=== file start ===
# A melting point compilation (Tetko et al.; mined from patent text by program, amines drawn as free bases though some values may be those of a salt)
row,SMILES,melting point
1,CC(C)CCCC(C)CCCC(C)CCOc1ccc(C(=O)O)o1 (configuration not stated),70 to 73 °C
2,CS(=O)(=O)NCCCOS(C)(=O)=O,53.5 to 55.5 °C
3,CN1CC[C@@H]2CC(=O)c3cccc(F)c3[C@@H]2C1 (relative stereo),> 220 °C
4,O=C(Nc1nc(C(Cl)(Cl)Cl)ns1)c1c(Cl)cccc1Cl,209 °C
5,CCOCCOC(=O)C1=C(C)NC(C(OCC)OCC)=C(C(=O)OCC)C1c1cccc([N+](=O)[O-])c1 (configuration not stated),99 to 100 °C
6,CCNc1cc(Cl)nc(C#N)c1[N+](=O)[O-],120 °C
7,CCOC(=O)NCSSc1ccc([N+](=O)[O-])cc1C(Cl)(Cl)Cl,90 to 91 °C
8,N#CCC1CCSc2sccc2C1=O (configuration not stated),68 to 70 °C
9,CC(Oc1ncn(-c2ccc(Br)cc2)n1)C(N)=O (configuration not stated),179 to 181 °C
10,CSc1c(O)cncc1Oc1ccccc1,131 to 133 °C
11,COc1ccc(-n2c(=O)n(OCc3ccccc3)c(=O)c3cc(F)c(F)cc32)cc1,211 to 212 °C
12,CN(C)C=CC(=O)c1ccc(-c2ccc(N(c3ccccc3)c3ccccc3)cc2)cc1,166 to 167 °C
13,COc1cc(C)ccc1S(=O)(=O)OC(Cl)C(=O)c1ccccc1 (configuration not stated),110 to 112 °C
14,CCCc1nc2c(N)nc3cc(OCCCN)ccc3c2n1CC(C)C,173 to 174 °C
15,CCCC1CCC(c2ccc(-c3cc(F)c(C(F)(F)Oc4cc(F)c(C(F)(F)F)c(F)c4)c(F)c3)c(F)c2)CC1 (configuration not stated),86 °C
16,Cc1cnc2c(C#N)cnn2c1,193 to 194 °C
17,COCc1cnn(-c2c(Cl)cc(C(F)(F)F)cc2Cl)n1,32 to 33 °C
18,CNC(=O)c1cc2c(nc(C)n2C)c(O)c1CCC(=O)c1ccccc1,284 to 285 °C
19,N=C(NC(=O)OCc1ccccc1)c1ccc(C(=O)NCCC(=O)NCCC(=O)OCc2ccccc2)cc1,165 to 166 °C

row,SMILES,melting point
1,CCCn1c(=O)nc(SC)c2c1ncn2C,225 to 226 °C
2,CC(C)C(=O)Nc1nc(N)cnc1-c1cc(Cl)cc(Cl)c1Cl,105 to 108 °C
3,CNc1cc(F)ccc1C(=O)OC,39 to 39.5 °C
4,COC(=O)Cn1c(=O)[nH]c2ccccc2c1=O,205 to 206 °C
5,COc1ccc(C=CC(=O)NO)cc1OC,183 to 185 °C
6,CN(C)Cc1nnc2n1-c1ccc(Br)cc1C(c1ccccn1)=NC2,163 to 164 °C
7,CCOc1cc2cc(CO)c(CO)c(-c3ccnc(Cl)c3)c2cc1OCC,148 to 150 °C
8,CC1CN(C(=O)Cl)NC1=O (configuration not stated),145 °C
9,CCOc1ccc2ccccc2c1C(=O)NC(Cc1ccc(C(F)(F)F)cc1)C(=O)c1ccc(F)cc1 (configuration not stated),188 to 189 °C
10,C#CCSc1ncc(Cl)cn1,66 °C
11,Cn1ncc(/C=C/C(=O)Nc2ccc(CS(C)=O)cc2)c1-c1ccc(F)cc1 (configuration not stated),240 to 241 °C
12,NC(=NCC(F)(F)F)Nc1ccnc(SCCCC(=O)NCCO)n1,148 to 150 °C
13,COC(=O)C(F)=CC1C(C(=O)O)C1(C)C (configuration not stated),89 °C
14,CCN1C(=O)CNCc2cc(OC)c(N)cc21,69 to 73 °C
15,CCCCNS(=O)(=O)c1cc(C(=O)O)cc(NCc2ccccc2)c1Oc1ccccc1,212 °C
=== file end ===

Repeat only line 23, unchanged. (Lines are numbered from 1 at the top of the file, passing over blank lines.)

1,CCCn1c(=O)nc(SC)c2c1ncn2C,225 to 226 °C